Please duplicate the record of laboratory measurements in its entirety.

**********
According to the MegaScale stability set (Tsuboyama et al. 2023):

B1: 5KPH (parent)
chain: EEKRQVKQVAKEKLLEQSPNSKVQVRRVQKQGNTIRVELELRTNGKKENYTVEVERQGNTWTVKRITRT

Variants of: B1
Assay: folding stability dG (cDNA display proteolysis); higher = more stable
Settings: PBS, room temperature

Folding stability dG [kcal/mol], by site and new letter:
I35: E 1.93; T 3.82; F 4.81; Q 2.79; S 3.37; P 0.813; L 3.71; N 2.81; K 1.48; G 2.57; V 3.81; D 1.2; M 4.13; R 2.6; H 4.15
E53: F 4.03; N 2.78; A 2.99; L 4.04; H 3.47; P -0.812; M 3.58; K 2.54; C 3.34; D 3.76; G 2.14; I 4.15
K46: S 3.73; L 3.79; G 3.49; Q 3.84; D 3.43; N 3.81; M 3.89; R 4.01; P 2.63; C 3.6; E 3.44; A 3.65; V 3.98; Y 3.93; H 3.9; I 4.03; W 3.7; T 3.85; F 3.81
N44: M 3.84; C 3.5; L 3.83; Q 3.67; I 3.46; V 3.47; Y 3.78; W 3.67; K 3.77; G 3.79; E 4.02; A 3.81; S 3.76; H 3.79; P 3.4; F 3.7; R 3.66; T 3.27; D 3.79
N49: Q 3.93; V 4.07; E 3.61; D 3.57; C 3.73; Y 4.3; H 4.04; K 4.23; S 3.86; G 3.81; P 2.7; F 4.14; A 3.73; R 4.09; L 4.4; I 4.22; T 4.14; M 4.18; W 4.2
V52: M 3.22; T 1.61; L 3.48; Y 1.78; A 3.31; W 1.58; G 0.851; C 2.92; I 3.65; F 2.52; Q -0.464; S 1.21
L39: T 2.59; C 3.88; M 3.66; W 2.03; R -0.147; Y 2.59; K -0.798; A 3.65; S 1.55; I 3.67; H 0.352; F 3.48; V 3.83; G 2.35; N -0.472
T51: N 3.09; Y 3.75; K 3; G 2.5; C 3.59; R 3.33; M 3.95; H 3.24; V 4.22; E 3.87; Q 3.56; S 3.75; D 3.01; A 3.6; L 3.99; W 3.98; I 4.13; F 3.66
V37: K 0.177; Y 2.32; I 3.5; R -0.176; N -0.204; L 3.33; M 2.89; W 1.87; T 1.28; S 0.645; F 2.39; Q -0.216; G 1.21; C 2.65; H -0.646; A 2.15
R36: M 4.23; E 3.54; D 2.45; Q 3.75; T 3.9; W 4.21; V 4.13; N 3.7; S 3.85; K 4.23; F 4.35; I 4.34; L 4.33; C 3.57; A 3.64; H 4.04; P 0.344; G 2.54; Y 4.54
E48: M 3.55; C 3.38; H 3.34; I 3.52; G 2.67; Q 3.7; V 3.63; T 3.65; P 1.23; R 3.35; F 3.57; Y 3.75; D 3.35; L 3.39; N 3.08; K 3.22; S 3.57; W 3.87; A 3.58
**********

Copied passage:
According to the MegaScale stability set (Tsuboyama et al. 2023):

B1: 5KPH (parent)
chain: EEKRQVKQVAKEKLLEQSPNSKVQVRRVQKQGNTIRVELELRTNGKKENYTVEVERQGNTWTVKRITRT

Variants of: B1
Assay: folding stability dG (cDNA display proteolysis); higher = more stable
Settings: PBS, room temperature

Folding stability dG [kcal/mol], by site and new letter:
I35: E 1.93; T 3.82; F 4.81; Q 2.79; S 3.37; P 0.813; L 3.71; N 2.81; K 1.48; G 2.57; V 3.81; D 1.2; M 4.13; R 2.6; H 4.15
E53: F 4.03; N 2.78; A 2.99; L 4.04; H 3.47; P -0.812; M 3.58; K 2.54; C 3.34; D 3.76; G 2.14; I 4.15
K46: S 3.73; L 3.79; G 3.49; Q 3.84; D 3.43; N 3.81; M 3.89; R 4.01; P 2.63; C 3.6; E 3.44; A 3.65; V 3.98; Y 3.93; H 3.9; I 4.03; W 3.7; T 3.85; F 3.81
N44: M 3.84; C 3.5; L 3.83; Q 3.67; I 3.46; V 3.47; Y 3.78; W 3.67; K 3.77; G 3.79; E 4.02; A 3.81; S 3.76; H 3.79; P 3.4; F 3.7; R 3.66; T 3.27; D 3.79
N49: Q 3.93; V 4.07; E 3.61; D 3.57; C 3.73; Y 4.3; H 4.04; K 4.23; S 3.86; G 3.81; P 2.7; F 4.14; A 3.73; R 4.09; L 4.4; I 4.22; T 4.14; M 4.18; W 4.2
V52: M 3.22; T 1.61; L 3.48; Y 1.78; A 3.31; W 1.58; G 0.851; C 2.92; I 3.65; F 2.52; Q -0.464; S 1.21
L39: T 2.59; C 3.88; M 3.66; W 2.03; R -0.147; Y 2.59; K -0.798; A 3.65; S 1.55; I 3.67; H 0.352; F 3.48; V 3.83; G 2.35; N -0.472
T51: N 3.09; Y 3.75; K 3; G 2.5; C 3.59; R 3.33; M 3.95; H 3.24; V 4.22; E 3.87; Q 3.56; S 3.75; D 3.01; A 3.6; L 3.99; W 3.98; I 4.13; F 3.66
V37: K 0.177; Y 2.32; I 3.5; R -0.176; N -0.204; L 3.33; M 2.89; W 1.87; T 1.28; S 0.645; F 2.39; Q -0.216; G 1.21; C 2.65; H -0.646; A 2.15
R36: M 4.23; E 3.54; D 2.45; Q 3.75; T 3.9; W 4.21; V 4.13; N 3.7; S 3.85; K 4.23; F 4.35; I 4.34; L 4.33; C 3.57; A 3.64; H 4.04; P 0.344; G 2.54; Y 4.54
E48: M 3.55; C 3.38; H 3.34; I 3.52; G 2.67; Q 3.7; V 3.63; T 3.65; P 1.23; R 3.35; F 3.57; Y 3.75; D 3.35; L 3.39; N 3.08; K 3.22; S 3.57; W 3.87; A 3.58